City votes to reduce residential speed limit

PORTLAND, Ore. (KOIN) -- Portland's City Council unanimously voted to reduce the speed limit in most residential areas.

In a few weeks, Portland Bureau of Transportation crews will start taking down 25 mile per hour signs and replacing them with 20 mile per hour signs. The change will affect 70% of the city. 

"They're cutting through on streets that people are living on, there are kids playing on," Commissioner Dan Saltzman said. "So it's important to reduce the speed limit."

Portland police said more than 50 people were killed in the city due to crashes in 2017, up from the year before. PBOT said between 2006 and 2015, 34% of fatal and serious injury crashes happened on residential streets. They believe changing the speed limit will reduce that number. 

PBOT spokesperson Dylan Rivera said pedestrians hit by cars going 25 mph are nearly twice as likely to die than if they were hit by a car at 20 mph. 

"My mother died in a car accident," Commissioner Nick Fish said. "We have a moral obligation to do everything we can to make the streets safer."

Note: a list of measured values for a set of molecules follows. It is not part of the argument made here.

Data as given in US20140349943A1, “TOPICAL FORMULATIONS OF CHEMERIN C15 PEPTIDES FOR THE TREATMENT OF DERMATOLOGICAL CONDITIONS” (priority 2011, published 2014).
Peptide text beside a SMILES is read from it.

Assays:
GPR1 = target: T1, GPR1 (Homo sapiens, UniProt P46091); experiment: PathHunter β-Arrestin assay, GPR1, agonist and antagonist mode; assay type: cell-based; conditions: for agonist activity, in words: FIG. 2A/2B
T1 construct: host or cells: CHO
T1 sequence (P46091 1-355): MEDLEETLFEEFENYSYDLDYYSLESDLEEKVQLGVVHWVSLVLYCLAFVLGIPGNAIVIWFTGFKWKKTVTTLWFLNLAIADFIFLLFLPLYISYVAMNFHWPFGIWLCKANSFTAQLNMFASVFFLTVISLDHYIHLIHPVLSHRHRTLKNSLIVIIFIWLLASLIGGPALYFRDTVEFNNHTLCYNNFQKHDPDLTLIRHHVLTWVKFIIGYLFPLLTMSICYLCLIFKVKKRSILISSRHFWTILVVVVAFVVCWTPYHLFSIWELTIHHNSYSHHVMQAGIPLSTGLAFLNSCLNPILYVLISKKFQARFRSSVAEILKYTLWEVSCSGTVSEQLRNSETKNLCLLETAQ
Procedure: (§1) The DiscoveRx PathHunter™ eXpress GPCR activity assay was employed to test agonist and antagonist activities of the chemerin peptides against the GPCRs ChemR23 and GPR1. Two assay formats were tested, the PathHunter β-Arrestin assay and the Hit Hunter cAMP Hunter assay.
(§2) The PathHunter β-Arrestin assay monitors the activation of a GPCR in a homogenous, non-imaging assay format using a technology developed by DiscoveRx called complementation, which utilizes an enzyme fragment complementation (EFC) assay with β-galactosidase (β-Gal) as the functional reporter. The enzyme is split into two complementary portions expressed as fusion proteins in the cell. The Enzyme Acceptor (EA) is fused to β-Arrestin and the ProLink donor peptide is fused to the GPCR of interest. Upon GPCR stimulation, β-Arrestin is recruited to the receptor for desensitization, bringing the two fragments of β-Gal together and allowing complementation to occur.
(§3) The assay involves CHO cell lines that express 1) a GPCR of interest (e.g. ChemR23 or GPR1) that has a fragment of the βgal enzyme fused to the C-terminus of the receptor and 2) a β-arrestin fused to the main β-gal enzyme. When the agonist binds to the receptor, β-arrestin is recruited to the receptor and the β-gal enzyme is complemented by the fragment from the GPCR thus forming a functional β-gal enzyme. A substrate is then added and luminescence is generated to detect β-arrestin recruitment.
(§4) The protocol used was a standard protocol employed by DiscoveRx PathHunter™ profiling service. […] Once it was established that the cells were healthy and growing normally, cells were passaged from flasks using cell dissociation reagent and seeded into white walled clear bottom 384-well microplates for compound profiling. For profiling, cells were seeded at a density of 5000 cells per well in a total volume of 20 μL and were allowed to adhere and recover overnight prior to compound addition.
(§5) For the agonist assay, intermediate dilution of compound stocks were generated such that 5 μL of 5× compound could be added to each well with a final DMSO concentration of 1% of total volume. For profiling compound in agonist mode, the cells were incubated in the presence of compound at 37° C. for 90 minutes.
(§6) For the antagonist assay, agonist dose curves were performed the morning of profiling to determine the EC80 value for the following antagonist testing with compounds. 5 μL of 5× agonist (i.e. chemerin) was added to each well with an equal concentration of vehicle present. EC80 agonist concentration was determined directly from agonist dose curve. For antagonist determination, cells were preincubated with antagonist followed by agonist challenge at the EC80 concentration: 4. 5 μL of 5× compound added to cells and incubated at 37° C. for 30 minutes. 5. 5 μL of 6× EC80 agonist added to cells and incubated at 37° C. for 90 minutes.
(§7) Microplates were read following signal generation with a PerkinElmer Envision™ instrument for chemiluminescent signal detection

Some residents argue that changing the speed limit by just 5 miles won't solve the problem.

"The solution is where you have a problem, study that issue and come up with a solution that will work on that problem," resident Dan Brame said. "It might be a speed limit sign, it might be enforcement, it might be a choker on a narrow street."

City officials said police will be patrolling and enforcing the new speed limit once the signs are up, but there is a serious shortage of officers.

Officials are stating with signs on the east side and hope to swap out all the signs by April. Until then, drivers just need to abide by what the signs currently say. 

Commissioner Dan Saltzman pushed for this change despite concerns over it's effectiveness.

"I think if it was your street and your child that was injured, injured by a car or God forbid killed by a speeding car, you would feel that $300,000 is a pretty good investment to save a life," Saltzman said.  


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